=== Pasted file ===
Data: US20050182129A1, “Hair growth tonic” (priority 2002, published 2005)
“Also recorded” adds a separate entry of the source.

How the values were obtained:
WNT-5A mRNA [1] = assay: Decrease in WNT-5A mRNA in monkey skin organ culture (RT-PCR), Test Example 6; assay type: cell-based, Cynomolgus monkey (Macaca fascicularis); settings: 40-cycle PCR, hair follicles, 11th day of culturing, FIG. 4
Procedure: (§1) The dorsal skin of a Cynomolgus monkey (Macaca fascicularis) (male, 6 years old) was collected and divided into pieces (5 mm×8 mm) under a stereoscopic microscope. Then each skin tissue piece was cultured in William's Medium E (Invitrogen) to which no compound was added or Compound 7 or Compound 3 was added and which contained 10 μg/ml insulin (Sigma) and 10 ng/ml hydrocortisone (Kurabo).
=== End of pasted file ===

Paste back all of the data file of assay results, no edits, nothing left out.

Data: US20050182129A1, “Hair growth tonic” (priority 2002, published 2005)
“Also recorded” adds a separate entry of the source.

How the values were obtained:
WNT-5A mRNA [1] = assay: Decrease in WNT-5A mRNA in monkey skin organ culture (RT-PCR), Test Example 6; assay type: cell-based, Cynomolgus monkey (Macaca fascicularis); settings: 40-cycle PCR, hair follicles, 11th day of culturing, FIG. 4
Procedure: (§1) The dorsal skin of a Cynomolgus monkey (Macaca fascicularis) (male, 6 years old) was collected and divided into pieces (5 mm×8 mm) under a stereoscopic microscope. Then each skin tissue piece was cultured in William's Medium E (Invitrogen) to which no compound was added or Compound 7 or Compound 3 was added and which contained 10 μg/ml insulin (Sigma) and 10 ng/ml hydrocortisone (Kurabo).